While the biggest complaint lodged at the Duffer brothers’ creation has been “nostalgia porn,” which I maintain is completely missing what people are actually nostalgic for, that isn’t as prevalent in Season Four. The pop culture references aren’t overbearing or blatant (as opposed to that “New Coke” bit in Season Three) but instead act as a strong backdrop for the issues at hand. The Satanic Panic was a particularly ‘80s craze, but it’s just an extension of the racist fearmongering of the ‘30s, the Cold War paranoia of the ’50s or the cultural crusades of the Religious Right today. These demons change faces, but the goal is always the same: to whip up fear and chaos in the hopes of seizing power on the backs of scapegoating some misunderstood minority. By using an episode in the past, folks can hopefully better recognize the monsters of the present who employ the exact same tactics.

Putting human faces on these recurring crises is an extension of the greatest strength of “Stranger Things,” which remains in full effect in Season Four: the relationships. The main characters are given moments of being heroes, being pricks, being the victim and more all while feeling part of a disparate but unified quilt of personality. Making these folks so well-defined also does a lot of heavy lifting to ensure strong interpersonal dynamics, fun dialogue and a real sense of specific chemistry between various characters. The acting is pretty much top-notch across the board, which also goes a long way toward making the moments where the characters simply hang out and talk one of the best parts of the show. Even amidst some convoluted plot points, it’s the sniping and support among Hawkins’ heroes that warms the hearts of its nerdy audience. There were many moments when watching this season of “Stranger Things” where I was reminded why I loved the show, as the way that people interact feels genuine and charming. These packs of outsiders have created their own rhythms and shorthand that defy easy reduction, so viewers are okay with the missteps and contrivances of the narrative because we like being on the journey with these freaks. Maybe because we are these freaks, too.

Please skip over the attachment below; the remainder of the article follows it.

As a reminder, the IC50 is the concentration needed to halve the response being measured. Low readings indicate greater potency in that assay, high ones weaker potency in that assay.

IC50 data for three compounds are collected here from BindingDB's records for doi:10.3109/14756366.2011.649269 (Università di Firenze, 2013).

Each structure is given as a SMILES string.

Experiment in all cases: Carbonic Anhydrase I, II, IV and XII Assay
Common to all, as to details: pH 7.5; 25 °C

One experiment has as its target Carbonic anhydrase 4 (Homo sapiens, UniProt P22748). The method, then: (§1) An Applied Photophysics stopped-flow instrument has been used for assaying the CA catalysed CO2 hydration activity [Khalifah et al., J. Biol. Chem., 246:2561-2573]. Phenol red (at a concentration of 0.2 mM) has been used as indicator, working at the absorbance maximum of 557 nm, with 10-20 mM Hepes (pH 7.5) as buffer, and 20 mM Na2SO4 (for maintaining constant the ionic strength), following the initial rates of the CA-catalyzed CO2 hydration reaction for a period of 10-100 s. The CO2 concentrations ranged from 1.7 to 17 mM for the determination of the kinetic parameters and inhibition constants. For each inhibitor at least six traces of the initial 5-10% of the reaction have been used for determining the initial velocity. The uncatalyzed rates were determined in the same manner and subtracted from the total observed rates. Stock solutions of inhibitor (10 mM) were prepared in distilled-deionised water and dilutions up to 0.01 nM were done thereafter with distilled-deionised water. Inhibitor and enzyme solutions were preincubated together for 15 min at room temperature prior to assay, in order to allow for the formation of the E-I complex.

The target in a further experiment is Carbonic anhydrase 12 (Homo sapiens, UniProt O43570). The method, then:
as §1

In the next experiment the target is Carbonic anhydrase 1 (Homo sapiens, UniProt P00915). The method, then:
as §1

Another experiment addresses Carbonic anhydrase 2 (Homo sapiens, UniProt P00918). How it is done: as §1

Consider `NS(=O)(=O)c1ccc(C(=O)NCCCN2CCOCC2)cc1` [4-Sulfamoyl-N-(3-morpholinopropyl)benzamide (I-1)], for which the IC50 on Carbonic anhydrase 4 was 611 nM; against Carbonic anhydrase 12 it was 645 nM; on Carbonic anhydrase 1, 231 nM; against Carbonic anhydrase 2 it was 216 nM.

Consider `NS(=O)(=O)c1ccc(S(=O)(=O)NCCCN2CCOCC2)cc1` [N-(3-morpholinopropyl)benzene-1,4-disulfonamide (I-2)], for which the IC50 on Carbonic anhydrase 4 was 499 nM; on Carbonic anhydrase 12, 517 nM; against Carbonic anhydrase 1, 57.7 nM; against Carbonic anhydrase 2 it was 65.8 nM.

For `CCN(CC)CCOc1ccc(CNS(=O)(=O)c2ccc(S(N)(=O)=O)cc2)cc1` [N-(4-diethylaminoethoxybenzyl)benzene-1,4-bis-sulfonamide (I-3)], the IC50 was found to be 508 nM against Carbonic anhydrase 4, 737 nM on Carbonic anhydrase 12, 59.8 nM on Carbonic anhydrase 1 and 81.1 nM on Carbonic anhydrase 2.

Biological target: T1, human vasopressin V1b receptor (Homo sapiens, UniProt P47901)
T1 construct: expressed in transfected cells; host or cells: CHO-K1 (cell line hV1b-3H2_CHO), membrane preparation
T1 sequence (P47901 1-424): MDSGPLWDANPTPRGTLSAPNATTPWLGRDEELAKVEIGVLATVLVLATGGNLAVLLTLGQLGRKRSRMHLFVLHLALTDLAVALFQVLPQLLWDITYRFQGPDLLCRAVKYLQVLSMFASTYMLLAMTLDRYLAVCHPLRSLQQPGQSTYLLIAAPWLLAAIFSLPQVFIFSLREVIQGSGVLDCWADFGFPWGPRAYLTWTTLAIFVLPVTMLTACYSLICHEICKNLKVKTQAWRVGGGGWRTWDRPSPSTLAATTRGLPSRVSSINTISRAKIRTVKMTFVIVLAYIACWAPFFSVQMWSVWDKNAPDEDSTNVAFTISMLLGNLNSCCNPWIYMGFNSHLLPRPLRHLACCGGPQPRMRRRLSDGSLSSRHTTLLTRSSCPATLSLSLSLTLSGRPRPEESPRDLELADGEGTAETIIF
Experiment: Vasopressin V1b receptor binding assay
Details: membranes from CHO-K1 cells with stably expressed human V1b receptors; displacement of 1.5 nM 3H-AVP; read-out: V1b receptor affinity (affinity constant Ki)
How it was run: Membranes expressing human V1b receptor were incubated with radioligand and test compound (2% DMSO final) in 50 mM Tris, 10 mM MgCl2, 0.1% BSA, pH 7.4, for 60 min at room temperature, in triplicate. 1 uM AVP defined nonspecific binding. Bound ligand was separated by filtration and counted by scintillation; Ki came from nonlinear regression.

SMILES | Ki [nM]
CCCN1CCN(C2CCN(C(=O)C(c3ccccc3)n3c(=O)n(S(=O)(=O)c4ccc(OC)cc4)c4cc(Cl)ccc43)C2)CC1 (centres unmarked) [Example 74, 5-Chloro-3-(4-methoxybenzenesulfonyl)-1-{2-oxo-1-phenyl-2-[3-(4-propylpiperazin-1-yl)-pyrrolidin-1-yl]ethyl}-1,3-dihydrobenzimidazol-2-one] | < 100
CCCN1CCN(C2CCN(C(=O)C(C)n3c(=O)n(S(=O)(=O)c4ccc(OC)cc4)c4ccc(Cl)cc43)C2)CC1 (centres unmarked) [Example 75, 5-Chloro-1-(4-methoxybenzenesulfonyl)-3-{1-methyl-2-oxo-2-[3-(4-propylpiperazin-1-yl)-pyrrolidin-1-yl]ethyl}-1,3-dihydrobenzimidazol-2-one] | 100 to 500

There’s less “Stranger Things” ahead of us than behind us at this point. Will the final (and even longer) two episodes of Season Four pave the way for a hotly anticipated final bow? Can the unlikely duo of the Duffer brothers eke out a win similar to their own underdog protagonists? Or will it all be a cringe-inducing stumble across the finish line? The most important element of any story (particularly film and TV) is to nail the ending. That’s the point at which people exit, and that’s what will stay with them the longest. “Stranger Things” is showing a bit of wear in its plotting, but it maintains that enveloping sense of self that makes for a fun (and currently frightening) journey. Everyone needs heroes and success stories to inspire them, and the victories of the oddballs in Indiana may pale in comparison to how great it would feel if the Netflix show can go out on top. Unfortunately, the odds of that are hard to gauge at the moment. Fortunately, signs can still point to yes as long as “Stranger Things” relies on its greatest superpower: brilliantly executed characters and relationships.